Editorial: Property taxes sure come hard and fast in Cook County

Property tax bills are expected in Cook County mailboxes in a few days. “Wait,” you’re likely thinking. “I just paid mine.”

Indeed you did. Due to a technical snafu for which no one ever admitted full responsibility, the second installment of the 2021 tax bill was more than 150 days late, arriving only in mid-November and coming due last Dec. 1. They were supposed to have been due last Aug. 1.

But, unlike for taxpayers who pay late and face fines when they do, there was no penalty on the taxing bodies for not getting their billing acts together. And now homeowners face a second whammy. Worse, many Cook County homeowners also are facing major increases in their bills following reassessments.

Simply put, your bill likely went up a lot even though you are still recovering from the last one.

Cook County Treasurer Maria Pappas has said that giving people an extra month to pay (it was supposed to be March 1, as in next week) was “the right thing to do.” The barest of minimums, we’d say.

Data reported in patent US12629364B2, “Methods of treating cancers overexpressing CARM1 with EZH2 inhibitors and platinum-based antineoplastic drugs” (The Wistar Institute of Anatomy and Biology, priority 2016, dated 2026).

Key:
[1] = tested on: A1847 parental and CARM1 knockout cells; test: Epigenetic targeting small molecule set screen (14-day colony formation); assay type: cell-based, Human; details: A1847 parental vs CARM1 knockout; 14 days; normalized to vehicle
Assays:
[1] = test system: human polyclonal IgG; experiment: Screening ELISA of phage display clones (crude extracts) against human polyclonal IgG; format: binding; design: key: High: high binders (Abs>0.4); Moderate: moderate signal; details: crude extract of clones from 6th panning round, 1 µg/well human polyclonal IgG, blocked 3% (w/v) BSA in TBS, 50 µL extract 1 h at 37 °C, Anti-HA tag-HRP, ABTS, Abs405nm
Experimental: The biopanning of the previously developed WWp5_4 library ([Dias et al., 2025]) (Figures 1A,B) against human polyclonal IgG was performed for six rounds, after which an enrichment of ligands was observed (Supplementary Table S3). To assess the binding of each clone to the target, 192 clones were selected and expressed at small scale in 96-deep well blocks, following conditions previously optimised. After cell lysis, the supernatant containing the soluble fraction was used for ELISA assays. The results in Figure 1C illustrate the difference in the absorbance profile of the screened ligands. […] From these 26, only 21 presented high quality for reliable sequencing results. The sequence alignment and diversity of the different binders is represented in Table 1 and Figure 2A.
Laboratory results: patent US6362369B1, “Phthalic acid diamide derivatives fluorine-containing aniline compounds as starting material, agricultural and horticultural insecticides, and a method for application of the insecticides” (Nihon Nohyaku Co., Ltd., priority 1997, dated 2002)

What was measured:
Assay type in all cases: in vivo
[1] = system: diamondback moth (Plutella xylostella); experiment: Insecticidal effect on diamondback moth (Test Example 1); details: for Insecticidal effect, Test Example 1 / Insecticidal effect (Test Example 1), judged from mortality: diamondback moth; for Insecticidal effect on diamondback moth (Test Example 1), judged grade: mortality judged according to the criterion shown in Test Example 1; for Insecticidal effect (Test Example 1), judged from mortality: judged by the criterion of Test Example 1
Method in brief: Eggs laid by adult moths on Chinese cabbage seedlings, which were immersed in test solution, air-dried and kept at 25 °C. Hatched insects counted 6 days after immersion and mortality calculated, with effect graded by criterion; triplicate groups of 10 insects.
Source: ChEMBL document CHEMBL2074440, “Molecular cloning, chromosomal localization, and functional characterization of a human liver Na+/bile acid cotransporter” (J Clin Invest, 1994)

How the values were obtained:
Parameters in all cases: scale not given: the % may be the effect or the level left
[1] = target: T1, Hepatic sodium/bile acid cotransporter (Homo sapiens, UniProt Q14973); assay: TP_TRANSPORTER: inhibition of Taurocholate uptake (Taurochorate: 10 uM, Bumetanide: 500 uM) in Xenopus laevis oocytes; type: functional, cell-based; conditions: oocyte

Anyone who does not pay their taxes with their mortgages now is facing the need to pony up a second lump sum to Cook County without having had very long to recover from the last monster withdrawal from their bank accounts. We know many Chicagoans live paycheck to paycheck, and likely put little away last summer. So the timing of major expenses matters.

This mess is a reminder of just how egregious the delays were last year and how that should never be allowed to happen again, although we’ve heard no guarantees that we won’t be right back in the same place next year. So be prepared and put cash away on your own schedule.

Meanwhile, we suggest a law that imposes penalties for late billing that at least matches what the poor Cook County taxpayers have to pay when they come up short and late with their payments.

It’s the right thing to do. Surely Cook County can understand.

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